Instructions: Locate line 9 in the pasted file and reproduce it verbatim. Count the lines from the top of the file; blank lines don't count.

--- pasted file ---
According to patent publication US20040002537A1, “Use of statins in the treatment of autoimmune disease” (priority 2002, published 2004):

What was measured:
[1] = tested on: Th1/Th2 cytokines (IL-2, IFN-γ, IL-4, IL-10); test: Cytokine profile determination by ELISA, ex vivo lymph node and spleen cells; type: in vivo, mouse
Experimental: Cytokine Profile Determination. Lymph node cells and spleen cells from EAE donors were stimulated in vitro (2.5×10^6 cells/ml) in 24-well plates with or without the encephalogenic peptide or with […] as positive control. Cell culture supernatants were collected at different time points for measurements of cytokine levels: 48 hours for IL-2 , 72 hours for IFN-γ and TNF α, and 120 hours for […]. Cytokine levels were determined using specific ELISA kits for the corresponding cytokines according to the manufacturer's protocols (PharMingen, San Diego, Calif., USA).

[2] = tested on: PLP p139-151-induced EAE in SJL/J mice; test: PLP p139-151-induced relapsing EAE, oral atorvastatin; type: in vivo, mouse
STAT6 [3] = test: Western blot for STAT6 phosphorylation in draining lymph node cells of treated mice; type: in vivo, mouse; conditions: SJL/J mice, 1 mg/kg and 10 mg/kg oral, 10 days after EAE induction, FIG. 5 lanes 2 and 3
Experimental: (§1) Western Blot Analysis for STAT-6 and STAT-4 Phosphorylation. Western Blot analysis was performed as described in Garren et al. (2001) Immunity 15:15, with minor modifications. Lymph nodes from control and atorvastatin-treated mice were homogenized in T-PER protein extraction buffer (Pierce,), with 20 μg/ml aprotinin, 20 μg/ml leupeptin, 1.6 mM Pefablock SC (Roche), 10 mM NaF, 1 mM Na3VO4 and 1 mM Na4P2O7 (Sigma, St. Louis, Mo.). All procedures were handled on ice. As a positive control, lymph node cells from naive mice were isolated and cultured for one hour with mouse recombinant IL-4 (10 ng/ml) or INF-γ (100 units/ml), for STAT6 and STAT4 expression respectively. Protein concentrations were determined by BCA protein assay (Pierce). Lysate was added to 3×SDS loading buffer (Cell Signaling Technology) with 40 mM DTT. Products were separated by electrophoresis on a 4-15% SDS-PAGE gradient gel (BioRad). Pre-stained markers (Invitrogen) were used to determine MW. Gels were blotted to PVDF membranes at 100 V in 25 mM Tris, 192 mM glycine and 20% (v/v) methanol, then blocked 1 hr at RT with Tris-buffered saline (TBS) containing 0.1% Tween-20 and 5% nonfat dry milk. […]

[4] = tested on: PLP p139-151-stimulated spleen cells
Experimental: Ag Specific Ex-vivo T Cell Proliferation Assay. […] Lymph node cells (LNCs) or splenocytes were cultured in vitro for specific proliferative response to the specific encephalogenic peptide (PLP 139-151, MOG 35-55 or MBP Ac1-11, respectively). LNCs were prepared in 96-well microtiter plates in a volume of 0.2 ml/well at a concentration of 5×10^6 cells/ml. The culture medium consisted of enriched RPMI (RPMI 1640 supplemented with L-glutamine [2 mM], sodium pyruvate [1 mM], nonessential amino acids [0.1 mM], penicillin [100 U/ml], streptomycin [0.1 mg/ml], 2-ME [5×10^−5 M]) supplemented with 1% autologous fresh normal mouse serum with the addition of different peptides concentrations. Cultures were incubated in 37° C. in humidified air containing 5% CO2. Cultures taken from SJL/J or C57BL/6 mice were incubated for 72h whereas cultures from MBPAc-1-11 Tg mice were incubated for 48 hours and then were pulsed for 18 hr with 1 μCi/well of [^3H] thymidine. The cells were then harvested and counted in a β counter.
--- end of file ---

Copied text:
Experimental: Ag Specific Ex-vivo T Cell Proliferation Assay. […] Lymph node cells (LNCs) or splenocytes were cultured in vitro for specific proliferative response to the specific encephalogenic peptide (PLP 139-151, MOG 35-55 or MBP Ac1-11, respectively). LNCs were prepared in 96-well microtiter plates in a volume of 0.2 ml/well at a concentration of 5×10^6 cells/ml. The culture medium consisted of enriched RPMI (RPMI 1640 supplemented with L-glutamine [2 mM], sodium pyruvate [1 mM], nonessential amino acids [0.1 mM], penicillin [100 U/ml], streptomycin [0.1 mg/ml], 2-ME [5×10^−5 M]) supplemented with 1% autologous fresh normal mouse serum with the addition of different peptides concentrations. Cultures were incubated in 37° C. in humidified air containing 5% CO2. Cultures taken from SJL/J or C57BL/6 mice were incubated for 72h whereas cultures from MBPAc-1-11 Tg mice were incubated for 48 hours and then were pulsed for 18 hr with 1 μCi/well of [^3H] thymidine. The cells were then harvested and counted in a β counter.